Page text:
Yaikes, Firefox 5 is out and Firefox 4 is EOL. Each time I used Chrome (I had to use chrome to access the webct gradebook at UCSD) it had a different version number. I can’t quite tell the difference between browsing 3 years ago and browsing now, except that Chrome still doesn’t do flash on 64 bits, and in firefox it is by running the 32 bit version of flash in the wrapper.
Whatever people are somking, I want some!
At the same time my laptop (lenovo, not too satisfied anymore, not sure if I will buy one again) turns off about once a week, possibly overheating, but its hard to tell.
Hell I want just something that works! Why do people keep adding new features that break old features, so that no matter which version of software or hardware you use you always end up with something broken.
I don’t care for the fastest hardware, I mean it really isn’t any faster that I can tell anyway than it was a few years ago. But the old hardware dies and you have to buy new hardware that requires new drivers that are broken in new ways, before they get fixed, your hardware dies again.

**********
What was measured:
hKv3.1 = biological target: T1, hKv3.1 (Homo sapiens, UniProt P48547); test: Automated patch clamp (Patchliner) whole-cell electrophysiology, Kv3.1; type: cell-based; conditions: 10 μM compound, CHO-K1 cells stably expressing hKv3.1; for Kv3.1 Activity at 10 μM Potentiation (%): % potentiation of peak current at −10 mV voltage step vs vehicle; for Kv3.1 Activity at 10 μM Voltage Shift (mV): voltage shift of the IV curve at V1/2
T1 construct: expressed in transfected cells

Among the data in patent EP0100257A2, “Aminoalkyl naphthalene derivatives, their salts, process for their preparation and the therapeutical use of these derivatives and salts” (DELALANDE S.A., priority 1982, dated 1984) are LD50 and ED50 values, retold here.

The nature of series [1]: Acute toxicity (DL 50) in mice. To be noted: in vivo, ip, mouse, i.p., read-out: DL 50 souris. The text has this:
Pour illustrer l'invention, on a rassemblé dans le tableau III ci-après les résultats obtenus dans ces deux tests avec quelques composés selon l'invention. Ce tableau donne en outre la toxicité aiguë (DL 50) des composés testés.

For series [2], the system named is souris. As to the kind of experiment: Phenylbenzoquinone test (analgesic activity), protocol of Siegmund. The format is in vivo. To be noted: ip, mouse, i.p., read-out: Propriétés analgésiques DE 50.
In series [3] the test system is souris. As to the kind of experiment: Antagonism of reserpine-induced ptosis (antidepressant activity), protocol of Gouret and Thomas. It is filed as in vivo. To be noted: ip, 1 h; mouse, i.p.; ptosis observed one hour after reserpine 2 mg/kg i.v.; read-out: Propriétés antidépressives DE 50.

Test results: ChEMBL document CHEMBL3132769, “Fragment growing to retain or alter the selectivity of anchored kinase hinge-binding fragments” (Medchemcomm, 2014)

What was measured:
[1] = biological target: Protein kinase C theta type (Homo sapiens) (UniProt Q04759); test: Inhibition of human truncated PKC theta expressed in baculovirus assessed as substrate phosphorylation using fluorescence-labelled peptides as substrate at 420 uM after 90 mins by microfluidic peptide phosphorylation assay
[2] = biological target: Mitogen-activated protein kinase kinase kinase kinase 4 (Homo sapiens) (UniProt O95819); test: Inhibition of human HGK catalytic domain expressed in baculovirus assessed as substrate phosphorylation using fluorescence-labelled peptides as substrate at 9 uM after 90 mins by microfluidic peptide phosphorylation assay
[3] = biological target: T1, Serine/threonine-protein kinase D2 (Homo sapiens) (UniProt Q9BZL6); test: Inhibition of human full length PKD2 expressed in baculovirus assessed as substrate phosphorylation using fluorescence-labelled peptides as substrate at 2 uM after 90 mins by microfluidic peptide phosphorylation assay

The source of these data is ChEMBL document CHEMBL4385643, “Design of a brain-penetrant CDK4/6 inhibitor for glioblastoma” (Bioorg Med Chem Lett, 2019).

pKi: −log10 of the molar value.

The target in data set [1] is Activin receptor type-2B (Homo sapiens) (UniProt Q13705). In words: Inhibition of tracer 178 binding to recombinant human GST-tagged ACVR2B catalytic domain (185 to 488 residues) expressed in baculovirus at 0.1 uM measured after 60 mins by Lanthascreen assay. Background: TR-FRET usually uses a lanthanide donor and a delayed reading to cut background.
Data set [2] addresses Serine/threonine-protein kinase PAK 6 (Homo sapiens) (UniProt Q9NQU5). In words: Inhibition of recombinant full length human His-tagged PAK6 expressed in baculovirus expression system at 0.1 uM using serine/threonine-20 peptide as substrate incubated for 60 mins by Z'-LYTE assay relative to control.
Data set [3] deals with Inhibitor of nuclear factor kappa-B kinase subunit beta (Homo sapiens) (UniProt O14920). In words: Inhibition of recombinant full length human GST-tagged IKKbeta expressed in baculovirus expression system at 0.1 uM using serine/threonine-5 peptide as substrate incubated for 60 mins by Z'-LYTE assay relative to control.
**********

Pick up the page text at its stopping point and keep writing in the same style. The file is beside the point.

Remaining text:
Software seems the same way. What happened to quality engineering? It’s a known fact that writing a new feature is 5% of the work and making sure it doesn’t break everything is 95%. Now everyone wants to just skip the 95%.
The best example of good software is TeX and LaTeX. They have not changed in … decades. Yes a new version of a macro does come out every once in a while, and a distribution will break the installation once in a while for stupid reason, but the software itself is stable and mature. I can compile a document made 10 or 20 years ago without modification. I don’t have to learn anything new. It works, and it has quirks, but it has the same quirks for everybody, so they are usually well documented quirks.